Explanation of performance payments: Performance payments represent a big chunk of the financial rationale for going solar, and in many instances they make your decision a wise one. For certain states, if you’ve got solar panels on your roof, not only will you be cutting your electric bill down to size, but you'll be getting paid additional cash from your utility company. Pretty awesome, huh? Not only are you generating electricity for yourself, freezing your own popsicles with sun, and feeling like you’re doing something smart for your children or any of the other 4 reasons people go solar, but you are getting PAID!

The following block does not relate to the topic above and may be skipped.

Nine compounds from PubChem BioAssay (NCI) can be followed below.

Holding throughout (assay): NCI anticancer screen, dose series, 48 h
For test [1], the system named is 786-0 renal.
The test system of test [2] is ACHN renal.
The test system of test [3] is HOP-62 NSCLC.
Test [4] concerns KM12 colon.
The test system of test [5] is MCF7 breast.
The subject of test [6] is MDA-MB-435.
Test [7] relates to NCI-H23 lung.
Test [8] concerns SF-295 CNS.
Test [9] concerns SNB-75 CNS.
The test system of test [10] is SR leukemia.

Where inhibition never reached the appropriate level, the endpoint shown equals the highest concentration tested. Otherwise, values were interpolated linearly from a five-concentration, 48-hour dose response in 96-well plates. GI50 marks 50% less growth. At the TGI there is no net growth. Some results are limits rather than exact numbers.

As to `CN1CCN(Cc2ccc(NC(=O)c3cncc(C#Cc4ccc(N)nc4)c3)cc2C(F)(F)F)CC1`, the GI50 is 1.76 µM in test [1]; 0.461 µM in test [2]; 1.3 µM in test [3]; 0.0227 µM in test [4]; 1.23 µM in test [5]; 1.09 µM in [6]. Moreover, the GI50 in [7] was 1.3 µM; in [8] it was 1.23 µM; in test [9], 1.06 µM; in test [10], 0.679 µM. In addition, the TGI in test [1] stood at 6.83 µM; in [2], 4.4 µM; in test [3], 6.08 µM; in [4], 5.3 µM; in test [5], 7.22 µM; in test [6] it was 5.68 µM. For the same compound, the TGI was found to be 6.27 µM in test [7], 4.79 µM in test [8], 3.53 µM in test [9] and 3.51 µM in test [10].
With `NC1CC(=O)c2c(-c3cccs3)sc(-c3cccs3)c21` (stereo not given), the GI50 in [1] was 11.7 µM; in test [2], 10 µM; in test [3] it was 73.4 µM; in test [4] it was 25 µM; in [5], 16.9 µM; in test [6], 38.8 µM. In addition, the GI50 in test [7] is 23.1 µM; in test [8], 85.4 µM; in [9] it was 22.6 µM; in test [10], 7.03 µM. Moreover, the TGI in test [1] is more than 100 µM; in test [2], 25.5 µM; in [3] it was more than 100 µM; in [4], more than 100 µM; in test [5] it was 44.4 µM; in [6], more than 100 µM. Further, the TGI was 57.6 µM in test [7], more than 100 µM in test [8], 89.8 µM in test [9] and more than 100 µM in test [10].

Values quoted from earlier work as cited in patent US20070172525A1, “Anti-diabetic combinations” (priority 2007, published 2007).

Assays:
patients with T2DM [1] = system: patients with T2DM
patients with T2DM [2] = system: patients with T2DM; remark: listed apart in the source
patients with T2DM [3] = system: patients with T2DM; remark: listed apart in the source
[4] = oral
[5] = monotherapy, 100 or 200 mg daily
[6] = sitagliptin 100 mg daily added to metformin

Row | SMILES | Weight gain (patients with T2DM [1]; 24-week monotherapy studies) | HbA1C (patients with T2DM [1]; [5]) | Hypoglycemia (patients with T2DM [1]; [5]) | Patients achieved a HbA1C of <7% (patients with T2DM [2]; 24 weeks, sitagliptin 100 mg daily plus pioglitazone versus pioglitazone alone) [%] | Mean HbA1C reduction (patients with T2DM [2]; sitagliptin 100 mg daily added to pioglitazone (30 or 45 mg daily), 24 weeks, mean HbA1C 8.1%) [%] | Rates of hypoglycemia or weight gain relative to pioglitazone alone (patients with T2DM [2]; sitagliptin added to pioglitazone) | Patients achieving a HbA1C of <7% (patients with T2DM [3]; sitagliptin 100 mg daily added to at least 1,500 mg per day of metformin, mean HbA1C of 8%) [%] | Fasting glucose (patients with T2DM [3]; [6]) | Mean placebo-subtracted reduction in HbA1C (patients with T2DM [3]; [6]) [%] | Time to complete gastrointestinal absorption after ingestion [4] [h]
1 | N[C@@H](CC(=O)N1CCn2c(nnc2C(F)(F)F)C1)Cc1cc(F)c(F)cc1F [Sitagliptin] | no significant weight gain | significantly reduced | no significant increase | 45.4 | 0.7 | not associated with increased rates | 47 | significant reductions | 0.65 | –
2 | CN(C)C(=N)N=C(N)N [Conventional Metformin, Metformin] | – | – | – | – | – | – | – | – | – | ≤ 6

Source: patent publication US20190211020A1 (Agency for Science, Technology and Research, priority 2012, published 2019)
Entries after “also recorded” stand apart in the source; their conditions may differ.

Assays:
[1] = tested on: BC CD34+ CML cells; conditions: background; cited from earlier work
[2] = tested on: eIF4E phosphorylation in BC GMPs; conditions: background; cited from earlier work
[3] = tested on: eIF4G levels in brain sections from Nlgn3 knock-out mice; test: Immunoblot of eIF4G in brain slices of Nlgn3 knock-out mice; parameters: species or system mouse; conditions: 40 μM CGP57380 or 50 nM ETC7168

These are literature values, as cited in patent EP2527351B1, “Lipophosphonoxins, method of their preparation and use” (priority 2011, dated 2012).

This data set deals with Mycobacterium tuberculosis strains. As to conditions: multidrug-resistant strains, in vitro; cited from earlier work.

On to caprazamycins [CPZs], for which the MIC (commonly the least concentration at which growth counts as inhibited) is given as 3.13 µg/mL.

Utility companies are paying people with solar panels on their roofs because their states say they have to, otherwise they will pay a fee. Therefore, the payment amount to homeowners is typically a little bit less than the amount they would be billed for by the state. For states with these alternative compliance fees, Solar Renewable Energy Credit (SREC) exchanges have popped up. In the above chart, we outlined an estimate of yearly payments a homeowner might expect from the utility company for the SREC credits from their solar energy system.

Expected SREC payments were calculated by using the latest trade values in the SRECtrade database. The availability of feed-in tariffs were sourced from the Database of State Incentives for Renewables and Energy Efficiency. The higher the expected monthly payments, the higher the grade.